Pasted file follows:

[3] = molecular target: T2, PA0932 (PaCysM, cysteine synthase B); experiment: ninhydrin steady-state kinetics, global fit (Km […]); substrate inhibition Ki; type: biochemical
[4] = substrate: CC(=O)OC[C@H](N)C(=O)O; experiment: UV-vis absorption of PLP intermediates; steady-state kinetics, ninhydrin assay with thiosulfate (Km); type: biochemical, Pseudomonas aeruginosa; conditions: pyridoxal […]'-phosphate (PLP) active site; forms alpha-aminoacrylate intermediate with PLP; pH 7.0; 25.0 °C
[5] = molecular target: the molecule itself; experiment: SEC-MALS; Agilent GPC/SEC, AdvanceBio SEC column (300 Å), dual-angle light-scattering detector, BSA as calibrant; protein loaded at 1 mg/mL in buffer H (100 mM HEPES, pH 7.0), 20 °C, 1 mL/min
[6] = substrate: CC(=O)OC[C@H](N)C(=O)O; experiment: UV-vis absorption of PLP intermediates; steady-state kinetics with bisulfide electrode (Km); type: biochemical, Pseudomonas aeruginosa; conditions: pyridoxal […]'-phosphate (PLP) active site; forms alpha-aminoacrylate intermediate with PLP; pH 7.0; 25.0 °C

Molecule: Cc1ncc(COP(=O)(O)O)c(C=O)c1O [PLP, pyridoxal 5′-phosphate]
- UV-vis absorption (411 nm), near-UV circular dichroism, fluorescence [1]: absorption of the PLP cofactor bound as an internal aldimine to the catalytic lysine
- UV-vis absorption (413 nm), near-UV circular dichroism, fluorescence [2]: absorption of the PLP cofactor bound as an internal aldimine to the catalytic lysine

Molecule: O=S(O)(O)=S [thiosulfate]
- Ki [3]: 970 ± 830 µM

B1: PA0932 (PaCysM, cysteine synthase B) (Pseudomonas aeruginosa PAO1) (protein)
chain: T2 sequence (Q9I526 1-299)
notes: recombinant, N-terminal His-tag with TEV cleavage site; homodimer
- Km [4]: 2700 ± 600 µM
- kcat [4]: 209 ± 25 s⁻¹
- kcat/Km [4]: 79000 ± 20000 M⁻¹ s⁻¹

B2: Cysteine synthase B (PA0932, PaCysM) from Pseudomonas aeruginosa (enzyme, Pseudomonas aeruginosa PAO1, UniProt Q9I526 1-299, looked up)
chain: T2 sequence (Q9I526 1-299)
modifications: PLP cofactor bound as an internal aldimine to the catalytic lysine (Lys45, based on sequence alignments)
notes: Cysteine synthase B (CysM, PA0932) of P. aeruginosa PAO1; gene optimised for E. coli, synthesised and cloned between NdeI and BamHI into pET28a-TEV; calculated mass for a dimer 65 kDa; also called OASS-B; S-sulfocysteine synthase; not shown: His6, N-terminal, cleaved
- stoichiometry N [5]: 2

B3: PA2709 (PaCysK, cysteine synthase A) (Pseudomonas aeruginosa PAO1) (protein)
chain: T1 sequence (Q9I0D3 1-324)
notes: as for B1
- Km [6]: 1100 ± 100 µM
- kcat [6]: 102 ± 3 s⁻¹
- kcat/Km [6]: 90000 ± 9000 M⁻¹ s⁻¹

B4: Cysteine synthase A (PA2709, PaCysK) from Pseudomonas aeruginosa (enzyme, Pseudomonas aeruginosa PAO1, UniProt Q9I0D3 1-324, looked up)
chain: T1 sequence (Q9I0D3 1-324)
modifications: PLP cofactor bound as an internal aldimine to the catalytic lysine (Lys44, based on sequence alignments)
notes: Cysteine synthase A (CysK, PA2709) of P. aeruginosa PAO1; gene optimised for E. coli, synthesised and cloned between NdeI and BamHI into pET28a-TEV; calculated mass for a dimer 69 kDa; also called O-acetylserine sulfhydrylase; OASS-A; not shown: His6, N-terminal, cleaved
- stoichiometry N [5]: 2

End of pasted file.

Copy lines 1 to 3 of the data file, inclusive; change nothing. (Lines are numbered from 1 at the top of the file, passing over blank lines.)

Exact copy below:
[3] = molecular target: T2, PA0932 (PaCysM, cysteine synthase B); experiment: ninhydrin steady-state kinetics, global fit (Km […]); substrate inhibition Ki; type: biochemical
[4] = substrate: CC(=O)OC[C@H](N)C(=O)O; experiment: UV-vis absorption of PLP intermediates; steady-state kinetics, ninhydrin assay with thiosulfate (Km); type: biochemical, Pseudomonas aeruginosa; conditions: pyridoxal […]'-phosphate (PLP) active site; forms alpha-aminoacrylate intermediate with PLP; pH 7.0; 25.0 °C
[5] = molecular target: the molecule itself; experiment: SEC-MALS; Agilent GPC/SEC, AdvanceBio SEC column (300 Å), dual-angle light-scattering detector, BSA as calibrant; protein loaded at 1 mg/mL in buffer H (100 mM HEPES, pH 7.0), 20 °C, 1 mL/min